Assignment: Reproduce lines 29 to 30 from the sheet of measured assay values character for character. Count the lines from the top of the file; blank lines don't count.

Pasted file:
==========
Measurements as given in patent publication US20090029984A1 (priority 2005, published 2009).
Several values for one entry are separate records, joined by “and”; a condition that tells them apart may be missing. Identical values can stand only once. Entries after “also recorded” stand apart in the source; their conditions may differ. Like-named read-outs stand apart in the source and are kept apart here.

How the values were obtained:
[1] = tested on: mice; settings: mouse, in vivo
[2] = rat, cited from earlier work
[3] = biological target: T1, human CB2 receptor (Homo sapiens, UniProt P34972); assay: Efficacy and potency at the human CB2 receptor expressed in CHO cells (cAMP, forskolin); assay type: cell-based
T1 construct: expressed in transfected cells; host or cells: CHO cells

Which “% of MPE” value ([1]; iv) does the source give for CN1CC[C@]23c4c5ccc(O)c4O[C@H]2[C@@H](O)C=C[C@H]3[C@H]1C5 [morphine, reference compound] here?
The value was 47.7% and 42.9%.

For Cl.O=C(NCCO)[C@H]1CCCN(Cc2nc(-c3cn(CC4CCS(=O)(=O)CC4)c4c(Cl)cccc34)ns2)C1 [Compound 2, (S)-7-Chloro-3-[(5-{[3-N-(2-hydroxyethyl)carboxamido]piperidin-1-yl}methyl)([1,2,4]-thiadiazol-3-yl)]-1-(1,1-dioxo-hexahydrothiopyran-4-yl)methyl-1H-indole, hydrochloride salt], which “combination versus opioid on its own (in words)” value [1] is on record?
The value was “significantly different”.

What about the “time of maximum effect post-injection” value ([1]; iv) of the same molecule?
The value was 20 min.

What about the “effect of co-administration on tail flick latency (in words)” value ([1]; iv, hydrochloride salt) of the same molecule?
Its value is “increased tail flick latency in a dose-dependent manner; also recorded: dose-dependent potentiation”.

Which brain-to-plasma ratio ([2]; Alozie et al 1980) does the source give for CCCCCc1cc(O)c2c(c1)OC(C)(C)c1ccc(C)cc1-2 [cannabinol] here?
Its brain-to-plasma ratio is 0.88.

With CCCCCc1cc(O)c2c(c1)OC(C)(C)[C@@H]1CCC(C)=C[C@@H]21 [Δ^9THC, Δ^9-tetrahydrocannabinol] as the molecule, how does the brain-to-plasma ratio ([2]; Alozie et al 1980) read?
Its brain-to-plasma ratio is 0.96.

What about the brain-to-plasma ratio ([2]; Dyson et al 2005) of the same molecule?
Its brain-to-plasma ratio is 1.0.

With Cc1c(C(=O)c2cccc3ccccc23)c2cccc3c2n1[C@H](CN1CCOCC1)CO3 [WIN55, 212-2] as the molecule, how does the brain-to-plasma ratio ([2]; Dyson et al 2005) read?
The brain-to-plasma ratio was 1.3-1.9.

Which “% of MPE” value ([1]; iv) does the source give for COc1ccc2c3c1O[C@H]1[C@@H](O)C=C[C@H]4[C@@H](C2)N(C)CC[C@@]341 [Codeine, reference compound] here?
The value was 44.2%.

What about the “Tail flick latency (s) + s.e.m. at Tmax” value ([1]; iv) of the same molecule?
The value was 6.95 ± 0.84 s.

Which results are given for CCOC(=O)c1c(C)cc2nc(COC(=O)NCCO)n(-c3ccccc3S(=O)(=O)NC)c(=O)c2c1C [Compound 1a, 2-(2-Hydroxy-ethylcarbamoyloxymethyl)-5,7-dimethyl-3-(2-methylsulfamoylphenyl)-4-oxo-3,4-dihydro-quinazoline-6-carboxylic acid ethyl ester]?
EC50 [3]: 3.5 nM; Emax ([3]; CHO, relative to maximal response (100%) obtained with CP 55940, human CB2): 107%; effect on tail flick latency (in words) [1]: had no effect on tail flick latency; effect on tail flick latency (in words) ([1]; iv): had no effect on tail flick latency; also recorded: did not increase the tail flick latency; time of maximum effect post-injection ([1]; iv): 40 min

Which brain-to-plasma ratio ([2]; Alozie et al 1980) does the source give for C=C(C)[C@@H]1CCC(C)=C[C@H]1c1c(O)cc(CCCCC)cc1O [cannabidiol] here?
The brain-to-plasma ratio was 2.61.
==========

EC50 [3]: 3.5 nM; Emax ([3]; CHO, relative to maximal response (100%) obtained with CP 55940, human CB2): 107%; effect on tail flick latency (in words) [1]: had no effect on tail flick latency; effect on tail flick latency (in words) ([1]; iv): had no effect on tail flick latency; also recorded: did not increase the tail flick latency; time of maximum effect post-injection ([1]; iv): 40 min

Which brain-to-plasma ratio ([2]; Alozie et al 1980) does the source give for C=C(C)[C@@H]1CCC(C)=C[C@H]1c1c(O)cc(CCCCC)cc1O [cannabidiol] here?